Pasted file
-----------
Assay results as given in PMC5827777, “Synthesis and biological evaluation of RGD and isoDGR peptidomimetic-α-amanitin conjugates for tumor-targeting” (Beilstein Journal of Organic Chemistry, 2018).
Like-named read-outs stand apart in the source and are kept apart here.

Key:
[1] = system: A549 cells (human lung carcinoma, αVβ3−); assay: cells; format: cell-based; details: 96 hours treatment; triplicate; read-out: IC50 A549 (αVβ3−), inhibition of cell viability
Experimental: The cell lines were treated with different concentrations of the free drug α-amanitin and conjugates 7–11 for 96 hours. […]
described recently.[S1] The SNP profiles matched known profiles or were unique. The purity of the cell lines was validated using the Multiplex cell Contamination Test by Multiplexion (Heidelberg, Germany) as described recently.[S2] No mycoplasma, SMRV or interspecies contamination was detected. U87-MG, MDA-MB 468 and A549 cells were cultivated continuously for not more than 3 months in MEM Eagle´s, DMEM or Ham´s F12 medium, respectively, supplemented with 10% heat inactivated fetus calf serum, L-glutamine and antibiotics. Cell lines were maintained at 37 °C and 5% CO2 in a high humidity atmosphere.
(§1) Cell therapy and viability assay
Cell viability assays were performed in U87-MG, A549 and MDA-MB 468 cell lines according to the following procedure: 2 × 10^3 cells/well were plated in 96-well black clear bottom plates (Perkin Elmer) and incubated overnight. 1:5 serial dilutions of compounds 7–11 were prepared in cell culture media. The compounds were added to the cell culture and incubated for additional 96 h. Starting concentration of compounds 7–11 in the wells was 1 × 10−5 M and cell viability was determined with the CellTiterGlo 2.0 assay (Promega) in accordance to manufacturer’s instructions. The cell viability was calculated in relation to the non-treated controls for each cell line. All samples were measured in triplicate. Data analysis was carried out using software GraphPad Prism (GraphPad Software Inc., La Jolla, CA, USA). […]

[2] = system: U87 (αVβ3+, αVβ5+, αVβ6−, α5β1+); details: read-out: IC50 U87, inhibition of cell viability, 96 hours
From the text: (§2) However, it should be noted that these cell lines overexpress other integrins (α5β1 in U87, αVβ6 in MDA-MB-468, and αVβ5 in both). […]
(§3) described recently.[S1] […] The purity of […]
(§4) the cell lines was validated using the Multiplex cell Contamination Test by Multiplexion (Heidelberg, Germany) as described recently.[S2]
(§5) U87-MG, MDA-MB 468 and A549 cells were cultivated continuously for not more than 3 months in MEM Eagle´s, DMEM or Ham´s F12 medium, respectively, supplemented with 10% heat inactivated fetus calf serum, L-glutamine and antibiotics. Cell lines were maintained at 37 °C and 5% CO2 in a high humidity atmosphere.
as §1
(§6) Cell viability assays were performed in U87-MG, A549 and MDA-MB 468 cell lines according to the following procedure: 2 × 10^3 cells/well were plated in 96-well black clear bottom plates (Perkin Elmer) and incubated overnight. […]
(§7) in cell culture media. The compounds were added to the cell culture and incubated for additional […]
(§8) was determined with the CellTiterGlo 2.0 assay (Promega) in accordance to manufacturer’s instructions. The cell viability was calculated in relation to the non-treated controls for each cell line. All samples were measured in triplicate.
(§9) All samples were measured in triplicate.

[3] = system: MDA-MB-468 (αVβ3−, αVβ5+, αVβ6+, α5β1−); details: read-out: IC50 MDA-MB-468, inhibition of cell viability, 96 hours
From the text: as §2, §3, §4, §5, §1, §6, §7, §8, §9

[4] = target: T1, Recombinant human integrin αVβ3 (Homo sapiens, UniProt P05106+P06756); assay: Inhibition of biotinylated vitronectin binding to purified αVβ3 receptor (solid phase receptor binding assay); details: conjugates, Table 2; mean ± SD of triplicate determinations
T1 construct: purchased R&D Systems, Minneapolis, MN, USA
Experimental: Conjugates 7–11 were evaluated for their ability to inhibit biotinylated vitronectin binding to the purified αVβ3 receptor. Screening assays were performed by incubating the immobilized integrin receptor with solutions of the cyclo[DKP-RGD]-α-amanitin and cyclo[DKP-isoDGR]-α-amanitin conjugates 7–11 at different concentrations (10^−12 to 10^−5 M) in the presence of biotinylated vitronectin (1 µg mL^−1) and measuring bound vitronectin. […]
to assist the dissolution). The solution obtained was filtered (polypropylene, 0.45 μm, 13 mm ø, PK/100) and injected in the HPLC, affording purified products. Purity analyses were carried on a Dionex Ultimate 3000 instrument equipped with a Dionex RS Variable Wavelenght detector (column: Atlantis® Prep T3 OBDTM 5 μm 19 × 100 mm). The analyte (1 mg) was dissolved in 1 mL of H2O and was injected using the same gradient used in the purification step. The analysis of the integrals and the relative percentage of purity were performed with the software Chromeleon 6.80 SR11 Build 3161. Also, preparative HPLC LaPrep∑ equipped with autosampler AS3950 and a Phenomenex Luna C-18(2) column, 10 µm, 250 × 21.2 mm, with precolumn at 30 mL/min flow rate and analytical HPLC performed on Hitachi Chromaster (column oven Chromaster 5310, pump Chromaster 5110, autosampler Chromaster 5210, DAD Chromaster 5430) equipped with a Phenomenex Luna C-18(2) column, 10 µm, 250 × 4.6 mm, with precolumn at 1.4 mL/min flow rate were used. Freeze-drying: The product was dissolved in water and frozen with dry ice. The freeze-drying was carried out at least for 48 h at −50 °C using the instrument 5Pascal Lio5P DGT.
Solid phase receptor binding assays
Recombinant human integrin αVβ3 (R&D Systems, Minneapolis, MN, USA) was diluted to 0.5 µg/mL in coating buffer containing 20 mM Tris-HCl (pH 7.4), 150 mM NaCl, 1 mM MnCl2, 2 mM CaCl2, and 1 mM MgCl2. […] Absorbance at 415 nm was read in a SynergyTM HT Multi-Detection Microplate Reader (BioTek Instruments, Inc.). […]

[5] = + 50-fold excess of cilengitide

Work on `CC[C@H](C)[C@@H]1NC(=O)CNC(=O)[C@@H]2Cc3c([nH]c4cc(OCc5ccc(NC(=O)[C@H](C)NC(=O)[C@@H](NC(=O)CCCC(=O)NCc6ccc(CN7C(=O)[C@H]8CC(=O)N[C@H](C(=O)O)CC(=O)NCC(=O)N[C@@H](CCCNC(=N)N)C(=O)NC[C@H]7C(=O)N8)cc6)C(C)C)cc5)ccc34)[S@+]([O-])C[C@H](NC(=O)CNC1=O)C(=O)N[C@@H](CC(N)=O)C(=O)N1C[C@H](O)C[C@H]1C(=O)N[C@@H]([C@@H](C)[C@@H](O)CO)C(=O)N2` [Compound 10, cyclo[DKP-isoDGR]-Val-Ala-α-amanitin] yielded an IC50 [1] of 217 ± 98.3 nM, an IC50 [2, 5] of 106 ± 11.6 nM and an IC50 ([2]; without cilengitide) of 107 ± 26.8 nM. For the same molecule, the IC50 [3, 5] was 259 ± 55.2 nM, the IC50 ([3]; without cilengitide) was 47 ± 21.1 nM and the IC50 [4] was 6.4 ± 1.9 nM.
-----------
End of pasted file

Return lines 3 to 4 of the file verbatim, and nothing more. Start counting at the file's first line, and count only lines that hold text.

Key:
[1] = system: A549 cells (human lung carcinoma, αVβ3−); assay: cells; format: cell-based; details: 96 hours treatment; triplicate; read-out: IC50 A549 (αVβ3−), inhibition of cell viability